When we first decided to eat gluten free, going to the grocery store became a daunting proposition. How would we know what was safe to eat? Did we have to limit ourselves to food labeled gluten free? What about fruits and vegetables? Meats? Dairy? It was hard to know where to begin.
It gets easier once you learn that there are whole food groups that are naturally gluten free, although they’re almost never labeled as such! Below, we’ve put together a list of foods that are typically safe.
Fruits and vegetables
Meat (provided it’s not processed, marinated, breaded, etc.)
Most dairy (butter, cream, cheese): be careful of blue cheese, which can be made with wheat, and flavored dairy products (ie. sour cream that may have wheat products mixed in)
Shopping also gets easier once you learn what to look for when reading an ingredients list. Thanks to food allergy labeling laws, any food (except for meats) made with wheat must list it in its ingredients. However, the law does not extend to barley or rye, so it is important to know the terms that indicate its presence.
Barley is used in a lot of foods you might not expect. Words referring to barley products are: ale, beer, brewer’s yeast, lager, malt extract, malt syrup, malt flavoring, malt vinegar, malted milk and brown rice syrup (if malt extract has been added to the rice).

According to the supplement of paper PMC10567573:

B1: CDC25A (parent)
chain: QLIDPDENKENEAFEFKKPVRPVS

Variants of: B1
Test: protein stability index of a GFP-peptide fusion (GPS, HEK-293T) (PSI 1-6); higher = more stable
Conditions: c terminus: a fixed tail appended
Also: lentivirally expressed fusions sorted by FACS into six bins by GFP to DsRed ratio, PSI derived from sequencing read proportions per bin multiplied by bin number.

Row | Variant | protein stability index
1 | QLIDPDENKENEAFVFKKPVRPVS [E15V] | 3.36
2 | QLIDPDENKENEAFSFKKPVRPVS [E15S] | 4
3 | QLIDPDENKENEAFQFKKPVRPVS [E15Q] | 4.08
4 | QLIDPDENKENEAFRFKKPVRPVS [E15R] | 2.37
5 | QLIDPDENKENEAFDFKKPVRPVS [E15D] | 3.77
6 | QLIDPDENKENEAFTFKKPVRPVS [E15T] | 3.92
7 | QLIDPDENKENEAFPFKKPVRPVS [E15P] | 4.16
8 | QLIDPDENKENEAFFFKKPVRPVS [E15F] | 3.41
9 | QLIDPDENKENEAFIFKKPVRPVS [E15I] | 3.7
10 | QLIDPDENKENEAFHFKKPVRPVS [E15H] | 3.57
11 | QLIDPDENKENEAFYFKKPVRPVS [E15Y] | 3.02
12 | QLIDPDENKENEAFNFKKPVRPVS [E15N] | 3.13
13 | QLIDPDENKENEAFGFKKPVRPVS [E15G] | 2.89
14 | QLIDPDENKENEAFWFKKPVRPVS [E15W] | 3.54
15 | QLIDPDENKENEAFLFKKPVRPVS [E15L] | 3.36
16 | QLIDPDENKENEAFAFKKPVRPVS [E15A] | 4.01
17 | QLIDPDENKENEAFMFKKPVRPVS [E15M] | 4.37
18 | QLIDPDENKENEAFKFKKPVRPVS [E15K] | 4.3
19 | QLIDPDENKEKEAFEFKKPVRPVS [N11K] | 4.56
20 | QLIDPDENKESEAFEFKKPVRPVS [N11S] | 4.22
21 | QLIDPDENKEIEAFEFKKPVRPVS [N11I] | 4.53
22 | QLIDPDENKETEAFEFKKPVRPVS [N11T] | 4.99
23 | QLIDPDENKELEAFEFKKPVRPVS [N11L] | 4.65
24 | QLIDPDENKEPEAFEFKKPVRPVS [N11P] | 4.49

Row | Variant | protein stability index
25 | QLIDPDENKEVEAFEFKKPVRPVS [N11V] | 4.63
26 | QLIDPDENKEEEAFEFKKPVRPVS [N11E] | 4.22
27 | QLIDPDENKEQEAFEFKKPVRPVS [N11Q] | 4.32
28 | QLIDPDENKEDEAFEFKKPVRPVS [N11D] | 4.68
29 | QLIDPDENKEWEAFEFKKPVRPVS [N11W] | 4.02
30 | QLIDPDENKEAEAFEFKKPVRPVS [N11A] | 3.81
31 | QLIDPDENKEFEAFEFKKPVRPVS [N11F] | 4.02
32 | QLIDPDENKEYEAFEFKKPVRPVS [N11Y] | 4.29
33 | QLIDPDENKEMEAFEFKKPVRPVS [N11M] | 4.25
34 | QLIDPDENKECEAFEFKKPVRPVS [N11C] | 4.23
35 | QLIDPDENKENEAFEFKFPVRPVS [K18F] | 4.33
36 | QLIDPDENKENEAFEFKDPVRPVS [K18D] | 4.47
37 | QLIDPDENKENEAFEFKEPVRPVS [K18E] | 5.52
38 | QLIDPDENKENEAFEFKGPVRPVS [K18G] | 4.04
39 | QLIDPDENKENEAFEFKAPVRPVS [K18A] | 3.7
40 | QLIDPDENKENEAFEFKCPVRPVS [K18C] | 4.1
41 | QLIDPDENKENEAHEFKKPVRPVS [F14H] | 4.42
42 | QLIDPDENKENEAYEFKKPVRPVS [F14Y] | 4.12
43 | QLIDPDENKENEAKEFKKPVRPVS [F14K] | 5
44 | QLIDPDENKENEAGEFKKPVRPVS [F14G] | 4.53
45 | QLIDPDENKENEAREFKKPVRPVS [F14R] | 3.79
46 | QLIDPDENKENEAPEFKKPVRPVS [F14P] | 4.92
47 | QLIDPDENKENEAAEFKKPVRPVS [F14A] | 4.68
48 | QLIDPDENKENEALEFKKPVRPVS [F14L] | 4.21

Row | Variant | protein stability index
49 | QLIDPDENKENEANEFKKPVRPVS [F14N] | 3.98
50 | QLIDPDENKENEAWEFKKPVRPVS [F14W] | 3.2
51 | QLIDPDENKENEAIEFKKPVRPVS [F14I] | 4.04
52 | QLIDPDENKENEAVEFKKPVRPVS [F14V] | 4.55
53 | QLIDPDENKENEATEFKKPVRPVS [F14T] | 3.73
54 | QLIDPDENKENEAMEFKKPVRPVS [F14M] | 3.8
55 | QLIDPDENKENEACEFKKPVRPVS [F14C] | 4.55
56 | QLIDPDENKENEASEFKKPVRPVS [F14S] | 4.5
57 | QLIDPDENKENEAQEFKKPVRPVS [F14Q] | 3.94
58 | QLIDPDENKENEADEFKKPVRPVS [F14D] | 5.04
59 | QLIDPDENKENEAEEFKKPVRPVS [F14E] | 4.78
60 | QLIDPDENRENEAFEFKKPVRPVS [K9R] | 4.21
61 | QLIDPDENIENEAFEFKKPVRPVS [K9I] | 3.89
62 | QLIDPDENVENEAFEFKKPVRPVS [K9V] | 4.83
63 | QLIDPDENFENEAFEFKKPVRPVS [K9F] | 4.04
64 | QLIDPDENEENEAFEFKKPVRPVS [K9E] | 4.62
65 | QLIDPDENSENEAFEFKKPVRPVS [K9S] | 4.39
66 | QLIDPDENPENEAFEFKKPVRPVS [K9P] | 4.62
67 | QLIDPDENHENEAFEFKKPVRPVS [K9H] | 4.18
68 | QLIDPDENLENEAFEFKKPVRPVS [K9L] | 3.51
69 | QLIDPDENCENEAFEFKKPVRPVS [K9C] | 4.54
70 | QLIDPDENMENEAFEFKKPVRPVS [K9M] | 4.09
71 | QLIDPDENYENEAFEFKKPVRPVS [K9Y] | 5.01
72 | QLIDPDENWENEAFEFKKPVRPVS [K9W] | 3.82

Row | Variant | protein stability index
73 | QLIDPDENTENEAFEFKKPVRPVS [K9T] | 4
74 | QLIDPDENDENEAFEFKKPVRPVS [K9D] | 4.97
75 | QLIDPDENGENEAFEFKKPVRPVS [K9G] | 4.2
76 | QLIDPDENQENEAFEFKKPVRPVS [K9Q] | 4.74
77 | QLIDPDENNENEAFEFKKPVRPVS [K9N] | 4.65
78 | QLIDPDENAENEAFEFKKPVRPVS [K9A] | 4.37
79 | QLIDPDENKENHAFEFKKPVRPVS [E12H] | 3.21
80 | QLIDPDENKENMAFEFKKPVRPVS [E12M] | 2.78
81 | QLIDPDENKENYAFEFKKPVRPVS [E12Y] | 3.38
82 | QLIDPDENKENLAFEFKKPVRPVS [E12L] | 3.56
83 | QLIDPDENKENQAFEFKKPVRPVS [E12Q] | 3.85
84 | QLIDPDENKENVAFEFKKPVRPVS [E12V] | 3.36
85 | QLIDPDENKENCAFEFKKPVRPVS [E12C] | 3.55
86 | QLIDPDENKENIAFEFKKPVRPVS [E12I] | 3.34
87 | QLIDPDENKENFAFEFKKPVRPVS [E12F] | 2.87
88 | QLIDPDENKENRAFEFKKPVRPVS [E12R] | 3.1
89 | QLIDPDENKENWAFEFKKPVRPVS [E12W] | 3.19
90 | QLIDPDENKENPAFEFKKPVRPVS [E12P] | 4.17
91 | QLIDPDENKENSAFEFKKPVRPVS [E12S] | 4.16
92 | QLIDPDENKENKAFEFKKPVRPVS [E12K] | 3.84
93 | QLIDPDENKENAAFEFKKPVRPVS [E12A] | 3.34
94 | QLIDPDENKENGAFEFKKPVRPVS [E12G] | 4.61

Rye is not usually added to other foods, and doesn’t have a lot of other terms. Avoid anything made with rye flour.
Oats are naturally gluten free, but are often grown or processed alongside gluten containing grains which frequently results in cross-contamination. Look for oats that are labeled gluten free.
Some grocery stores offer lists of their gluten free products. Ask customer service for a copy. Recently, some stores have tried attaching “gluten free” labels to their shelves below gluten free selections. Be wary of this! The labels are stuck, but the food can move around. More than once, we’ve found a product above a gluten free label that didn’t belong in that spot. Your best bet is always to check the label on the food itself.
It can be really helpful to make your first shopping trip with a friend who’s already shopping gluten free, preferably at the same store. It’s great to have someone who already knows the lay of the land guiding your way!